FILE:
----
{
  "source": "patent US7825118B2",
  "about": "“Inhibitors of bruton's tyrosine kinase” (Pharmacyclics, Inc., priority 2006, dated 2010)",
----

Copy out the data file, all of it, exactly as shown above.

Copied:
{
  "source": "patent US7825118B2",
  "about": "“Inhibitors of bruton's tyrosine kinase” (Pharmacyclics, Inc., priority 2006, dated 2010)",